These were unprecedented successes under the CWC. However, there are still challenges to the Convention that we must face with an unflinching resolve. Chief among these challenges is the continued presence of chemical weapons programs and stockpiles.

Foremost, the Russian Federation must declare and destroy its chemical weapons program and stockpile. Following the Skripal, the Russian Federation again used chemical weapons in its attempt to assassinate Aleksey Navalny. We must continue to demand clear answers from Russia on its undeclared chemical weapons program.

Only by holding accountable the perpetrators of CW use can we deter future use. Open-source reports of the use of riot control agents as a method of warfare by the Russian Federation in Ukraine should concern everyone and act as a reminder that the stakes remain high. States Parties must continue to speak up and take steps to hold violators of the CWC to account.

In addition, we must continue to press the Syrian regime to cooperate with the OPCW and return to compliance with the Convention. As Secretary Blinken noted in his August 21st statement remembering and honoring the victims and survivors of the Ghouta chemical attack, Syria has yet to fully declare and verifiably eliminate its chemical weapons program despite its international obligations under the CWC and UN Security Council Resolution 2118. The Secretary also noted Syria’s refusal to take any responsibility for its vile campaign of chemical weapons use, as is evident from Syria’s nine subsequent chemical weapons attacks confirmed by the OPCW’s Investigation and Identification Team, also known as the IIT, and the OPCW-UN Joint Investigative Mechanism. We must continue to seek justice and accountability for those responsible for these horrific acts.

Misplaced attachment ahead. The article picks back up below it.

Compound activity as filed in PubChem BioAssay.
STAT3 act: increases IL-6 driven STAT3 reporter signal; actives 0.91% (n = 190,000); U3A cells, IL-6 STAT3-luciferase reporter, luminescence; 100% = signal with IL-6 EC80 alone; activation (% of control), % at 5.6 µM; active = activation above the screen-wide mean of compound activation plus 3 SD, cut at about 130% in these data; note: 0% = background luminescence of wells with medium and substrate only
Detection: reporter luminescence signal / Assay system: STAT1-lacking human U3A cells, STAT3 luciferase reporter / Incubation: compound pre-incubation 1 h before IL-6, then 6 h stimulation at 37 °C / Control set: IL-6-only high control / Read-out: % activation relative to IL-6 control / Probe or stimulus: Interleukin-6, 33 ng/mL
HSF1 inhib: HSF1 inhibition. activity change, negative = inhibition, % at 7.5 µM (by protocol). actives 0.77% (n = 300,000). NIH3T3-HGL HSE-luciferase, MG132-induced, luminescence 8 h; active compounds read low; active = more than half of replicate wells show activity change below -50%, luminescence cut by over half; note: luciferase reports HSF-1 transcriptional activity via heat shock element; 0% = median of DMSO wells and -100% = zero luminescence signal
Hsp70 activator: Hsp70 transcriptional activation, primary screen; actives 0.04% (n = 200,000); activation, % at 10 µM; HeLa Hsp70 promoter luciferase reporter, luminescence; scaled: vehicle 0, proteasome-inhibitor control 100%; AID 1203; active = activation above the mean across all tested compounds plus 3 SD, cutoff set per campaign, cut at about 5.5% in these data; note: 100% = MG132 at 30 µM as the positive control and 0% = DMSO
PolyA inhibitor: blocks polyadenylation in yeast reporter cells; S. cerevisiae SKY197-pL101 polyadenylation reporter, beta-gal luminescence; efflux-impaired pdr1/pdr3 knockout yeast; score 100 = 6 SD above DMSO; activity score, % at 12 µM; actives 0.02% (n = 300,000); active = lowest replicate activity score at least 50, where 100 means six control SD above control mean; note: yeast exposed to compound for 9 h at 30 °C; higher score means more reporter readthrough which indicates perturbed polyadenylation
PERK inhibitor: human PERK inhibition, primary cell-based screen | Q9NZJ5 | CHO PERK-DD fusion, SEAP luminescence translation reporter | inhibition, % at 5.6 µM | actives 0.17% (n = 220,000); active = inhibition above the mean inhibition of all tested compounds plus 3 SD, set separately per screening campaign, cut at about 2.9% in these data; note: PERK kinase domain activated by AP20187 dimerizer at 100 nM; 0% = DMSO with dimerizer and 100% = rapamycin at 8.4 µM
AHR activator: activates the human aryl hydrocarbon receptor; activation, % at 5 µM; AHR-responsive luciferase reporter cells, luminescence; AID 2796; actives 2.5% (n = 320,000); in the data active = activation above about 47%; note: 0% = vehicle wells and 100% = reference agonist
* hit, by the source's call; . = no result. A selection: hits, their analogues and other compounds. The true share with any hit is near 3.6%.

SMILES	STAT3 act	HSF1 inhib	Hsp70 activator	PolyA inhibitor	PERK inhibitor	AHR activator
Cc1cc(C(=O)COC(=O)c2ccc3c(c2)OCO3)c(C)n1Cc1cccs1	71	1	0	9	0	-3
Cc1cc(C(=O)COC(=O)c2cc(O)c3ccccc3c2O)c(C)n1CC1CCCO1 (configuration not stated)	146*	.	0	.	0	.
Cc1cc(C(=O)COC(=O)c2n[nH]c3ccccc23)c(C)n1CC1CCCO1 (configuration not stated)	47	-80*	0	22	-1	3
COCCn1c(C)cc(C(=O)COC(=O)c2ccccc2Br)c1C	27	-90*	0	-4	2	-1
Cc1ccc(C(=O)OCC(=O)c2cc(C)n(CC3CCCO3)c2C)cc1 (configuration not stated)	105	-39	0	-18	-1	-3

While the United States has been among the strongest supporters of accountability and destruction efforts, we also continue to urge the four remaining non-States Parties to join the CWC. The Organization is preparing for that scenario by planning and gathering technical expertise that includes retaining CW destruction experience.

The United States is pleased to support this effort. With the complete destruction of the declared chemical weapons stockpile and the release of the final reports of the IIT, an even greater importance is placed on ensuring the knowledge and expertise of chemical weapon destruction and investigation is maintained at the OPCW.

This year, as you well know, the OPCW also held its fifth Review Conference. As part of the Review Conference, States Parties focused, in part, on ensuring that the OPCW has the tools it needs to accomplish its mission, including improvements in knowledge management, as I just mentioned.

Given the continued threat of CW use, it is also essential that States Parties to the Convention, including through the OPCW, support capacity building related to deterring, responding to, and investigating CW use. The OPCW’s new ChemTech Center, which opened as a kick-off event for the Review Conference, is a facility that will allow the OPCW to do just that. I have no doubt that in time, the ChemTech Center will prove to be a great resource in support of the Convention.